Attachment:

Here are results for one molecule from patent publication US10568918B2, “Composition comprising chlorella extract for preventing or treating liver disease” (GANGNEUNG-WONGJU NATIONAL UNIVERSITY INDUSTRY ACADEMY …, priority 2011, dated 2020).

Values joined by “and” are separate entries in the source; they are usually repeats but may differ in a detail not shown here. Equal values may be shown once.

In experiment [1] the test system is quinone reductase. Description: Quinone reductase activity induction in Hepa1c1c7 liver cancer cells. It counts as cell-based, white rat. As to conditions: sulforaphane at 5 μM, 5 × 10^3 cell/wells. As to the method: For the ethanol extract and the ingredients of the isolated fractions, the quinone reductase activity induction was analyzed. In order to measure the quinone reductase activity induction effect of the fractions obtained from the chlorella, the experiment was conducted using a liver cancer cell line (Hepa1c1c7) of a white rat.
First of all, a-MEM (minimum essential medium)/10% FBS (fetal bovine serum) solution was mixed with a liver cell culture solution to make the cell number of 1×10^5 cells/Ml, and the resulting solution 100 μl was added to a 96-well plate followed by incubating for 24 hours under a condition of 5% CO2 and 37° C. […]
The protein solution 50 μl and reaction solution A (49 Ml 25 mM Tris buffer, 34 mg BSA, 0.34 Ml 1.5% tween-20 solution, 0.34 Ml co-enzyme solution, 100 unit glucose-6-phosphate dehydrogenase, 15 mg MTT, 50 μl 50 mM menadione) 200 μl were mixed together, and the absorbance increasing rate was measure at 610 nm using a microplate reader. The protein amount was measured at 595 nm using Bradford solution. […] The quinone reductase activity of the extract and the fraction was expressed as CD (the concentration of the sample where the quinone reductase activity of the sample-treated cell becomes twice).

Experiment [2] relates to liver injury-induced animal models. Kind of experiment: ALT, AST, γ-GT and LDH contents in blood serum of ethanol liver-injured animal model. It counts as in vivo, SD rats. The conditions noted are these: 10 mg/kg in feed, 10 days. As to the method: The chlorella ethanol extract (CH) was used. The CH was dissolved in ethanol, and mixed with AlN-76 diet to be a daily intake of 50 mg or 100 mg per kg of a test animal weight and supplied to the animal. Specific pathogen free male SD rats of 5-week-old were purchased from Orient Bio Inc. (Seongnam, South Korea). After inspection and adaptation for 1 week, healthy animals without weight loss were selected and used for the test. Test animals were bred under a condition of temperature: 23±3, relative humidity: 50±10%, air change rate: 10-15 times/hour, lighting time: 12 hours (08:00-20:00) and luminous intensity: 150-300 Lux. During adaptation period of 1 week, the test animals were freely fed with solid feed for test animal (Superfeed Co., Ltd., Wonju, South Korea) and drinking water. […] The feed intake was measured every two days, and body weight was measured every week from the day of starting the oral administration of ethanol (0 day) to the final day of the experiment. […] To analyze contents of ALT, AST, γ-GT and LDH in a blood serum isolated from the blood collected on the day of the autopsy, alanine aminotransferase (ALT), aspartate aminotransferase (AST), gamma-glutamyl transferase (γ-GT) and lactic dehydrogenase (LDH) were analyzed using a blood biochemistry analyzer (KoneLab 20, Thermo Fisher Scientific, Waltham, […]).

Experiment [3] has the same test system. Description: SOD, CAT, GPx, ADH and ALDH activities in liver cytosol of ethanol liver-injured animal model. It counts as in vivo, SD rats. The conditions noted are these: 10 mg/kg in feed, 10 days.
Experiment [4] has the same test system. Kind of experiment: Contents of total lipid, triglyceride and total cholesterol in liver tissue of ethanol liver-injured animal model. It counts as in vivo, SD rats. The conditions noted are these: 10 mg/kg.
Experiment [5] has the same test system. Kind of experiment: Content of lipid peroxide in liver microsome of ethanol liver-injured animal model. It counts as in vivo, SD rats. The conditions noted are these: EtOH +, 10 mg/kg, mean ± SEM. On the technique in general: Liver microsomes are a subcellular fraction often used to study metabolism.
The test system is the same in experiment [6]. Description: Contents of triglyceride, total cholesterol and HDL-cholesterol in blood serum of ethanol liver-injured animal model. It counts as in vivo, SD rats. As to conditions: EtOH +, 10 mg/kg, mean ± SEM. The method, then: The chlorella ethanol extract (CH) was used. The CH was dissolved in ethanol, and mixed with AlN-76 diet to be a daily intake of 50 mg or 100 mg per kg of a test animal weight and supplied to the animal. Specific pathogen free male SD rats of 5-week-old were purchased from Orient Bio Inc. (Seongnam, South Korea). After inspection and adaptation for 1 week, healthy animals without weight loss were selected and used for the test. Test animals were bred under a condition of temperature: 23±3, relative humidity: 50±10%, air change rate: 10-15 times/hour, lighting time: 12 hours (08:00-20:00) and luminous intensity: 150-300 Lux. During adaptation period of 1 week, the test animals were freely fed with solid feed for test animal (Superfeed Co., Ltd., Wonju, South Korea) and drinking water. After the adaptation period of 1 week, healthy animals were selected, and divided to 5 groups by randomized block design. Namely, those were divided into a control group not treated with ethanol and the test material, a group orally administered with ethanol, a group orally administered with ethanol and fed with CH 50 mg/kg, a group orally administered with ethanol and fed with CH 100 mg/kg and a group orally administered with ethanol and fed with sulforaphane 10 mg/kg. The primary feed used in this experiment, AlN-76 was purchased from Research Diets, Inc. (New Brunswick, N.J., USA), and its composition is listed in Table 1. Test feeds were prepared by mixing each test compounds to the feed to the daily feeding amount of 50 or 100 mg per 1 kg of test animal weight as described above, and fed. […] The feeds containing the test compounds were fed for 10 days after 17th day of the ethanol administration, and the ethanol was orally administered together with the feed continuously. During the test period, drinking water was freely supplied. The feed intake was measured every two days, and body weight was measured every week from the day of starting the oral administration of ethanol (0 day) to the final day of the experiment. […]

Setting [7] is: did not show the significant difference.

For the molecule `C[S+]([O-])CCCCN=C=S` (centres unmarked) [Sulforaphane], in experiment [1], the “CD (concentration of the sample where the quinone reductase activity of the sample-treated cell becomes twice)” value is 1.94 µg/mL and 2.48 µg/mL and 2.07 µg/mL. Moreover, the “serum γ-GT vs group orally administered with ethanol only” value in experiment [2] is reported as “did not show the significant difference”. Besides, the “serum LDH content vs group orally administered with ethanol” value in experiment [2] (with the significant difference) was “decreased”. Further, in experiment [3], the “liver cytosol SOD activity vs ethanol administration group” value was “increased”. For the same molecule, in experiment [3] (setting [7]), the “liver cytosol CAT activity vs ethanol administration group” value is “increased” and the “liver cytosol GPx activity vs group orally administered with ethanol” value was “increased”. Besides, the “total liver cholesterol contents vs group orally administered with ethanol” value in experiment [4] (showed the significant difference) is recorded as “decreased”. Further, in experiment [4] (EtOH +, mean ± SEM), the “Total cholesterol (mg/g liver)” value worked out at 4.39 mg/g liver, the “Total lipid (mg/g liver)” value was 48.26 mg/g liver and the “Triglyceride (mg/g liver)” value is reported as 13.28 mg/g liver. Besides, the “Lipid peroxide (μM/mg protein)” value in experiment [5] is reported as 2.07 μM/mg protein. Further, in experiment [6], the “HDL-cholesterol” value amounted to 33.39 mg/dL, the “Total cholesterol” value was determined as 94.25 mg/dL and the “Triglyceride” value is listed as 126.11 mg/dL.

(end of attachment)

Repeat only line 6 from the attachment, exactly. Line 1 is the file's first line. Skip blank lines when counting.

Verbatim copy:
Experiment [2] relates to liver injury-induced animal models. Kind of experiment: ALT, AST, γ-GT and LDH contents in blood serum of ethanol liver-injured animal model. It counts as in vivo, SD rats. The conditions noted are these: 10 mg/kg in feed, 10 days. As to the method: The chlorella ethanol extract (CH) was used. The CH was dissolved in ethanol, and mixed with AlN-76 diet to be a daily intake of 50 mg or 100 mg per kg of a test animal weight and supplied to the animal. Specific pathogen free male SD rats of 5-week-old were purchased from Orient Bio Inc. (Seongnam, South Korea). After inspection and adaptation for 1 week, healthy animals without weight loss were selected and used for the test. Test animals were bred under a condition of temperature: 23±3, relative humidity: 50±10%, air change rate: 10-15 times/hour, lighting time: 12 hours (08:00-20:00) and luminous intensity: 150-300 Lux. During adaptation period of 1 week, the test animals were freely fed with solid feed for test animal (Superfeed Co., Ltd., Wonju, South Korea) and drinking water. […] The feed intake was measured every two days, and body weight was measured every week from the day of starting the oral administration of ethanol (0 day) to the final day of the experiment. […] To analyze contents of ALT, AST, γ-GT and LDH in a blood serum isolated from the blood collected on the day of the autopsy, alanine aminotransferase (ALT), aspartate aminotransferase (AST), gamma-glutamyl transferase (γ-GT) and lactic dehydrogenase (LDH) were analyzed using a blood biochemistry analyzer (KoneLab 20, Thermo Fisher Scientific, Waltham, […]).